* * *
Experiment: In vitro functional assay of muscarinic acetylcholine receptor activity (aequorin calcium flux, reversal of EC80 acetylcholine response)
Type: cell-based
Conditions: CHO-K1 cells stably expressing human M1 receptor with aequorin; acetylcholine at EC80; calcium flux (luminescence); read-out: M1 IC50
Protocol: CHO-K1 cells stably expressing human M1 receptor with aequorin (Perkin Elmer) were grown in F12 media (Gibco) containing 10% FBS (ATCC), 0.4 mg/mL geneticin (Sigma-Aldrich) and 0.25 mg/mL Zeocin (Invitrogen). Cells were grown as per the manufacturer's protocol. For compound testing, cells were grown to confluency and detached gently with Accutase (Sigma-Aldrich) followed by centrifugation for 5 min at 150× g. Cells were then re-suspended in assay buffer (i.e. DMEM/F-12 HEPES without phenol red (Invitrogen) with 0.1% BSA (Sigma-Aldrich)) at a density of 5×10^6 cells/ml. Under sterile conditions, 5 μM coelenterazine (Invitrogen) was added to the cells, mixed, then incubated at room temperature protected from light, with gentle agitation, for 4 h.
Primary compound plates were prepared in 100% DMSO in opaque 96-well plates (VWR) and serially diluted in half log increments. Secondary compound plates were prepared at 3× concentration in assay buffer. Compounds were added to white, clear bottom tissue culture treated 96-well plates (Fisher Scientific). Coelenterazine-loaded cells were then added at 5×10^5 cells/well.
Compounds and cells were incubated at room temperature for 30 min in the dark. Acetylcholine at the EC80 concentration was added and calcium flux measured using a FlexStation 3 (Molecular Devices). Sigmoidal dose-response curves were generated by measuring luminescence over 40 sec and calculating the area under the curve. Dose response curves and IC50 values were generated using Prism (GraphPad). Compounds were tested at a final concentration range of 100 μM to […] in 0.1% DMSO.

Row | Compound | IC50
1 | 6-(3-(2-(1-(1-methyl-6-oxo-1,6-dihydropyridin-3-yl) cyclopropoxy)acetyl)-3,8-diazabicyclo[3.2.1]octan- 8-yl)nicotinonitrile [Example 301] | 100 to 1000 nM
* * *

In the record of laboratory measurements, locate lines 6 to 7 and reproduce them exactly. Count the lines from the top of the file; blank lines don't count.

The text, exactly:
Compounds and cells were incubated at room temperature for 30 min in the dark. Acetylcholine at the EC80 concentration was added and calcium flux measured using a FlexStation 3 (Molecular Devices). Sigmoidal dose-response curves were generated by measuring luminescence over 40 sec and calculating the area under the curve. Dose response curves and IC50 values were generated using Prism (GraphPad). Compounds were tested at a final concentration range of 100 μM to […] in 0.1% DMSO.

Row | Compound | IC50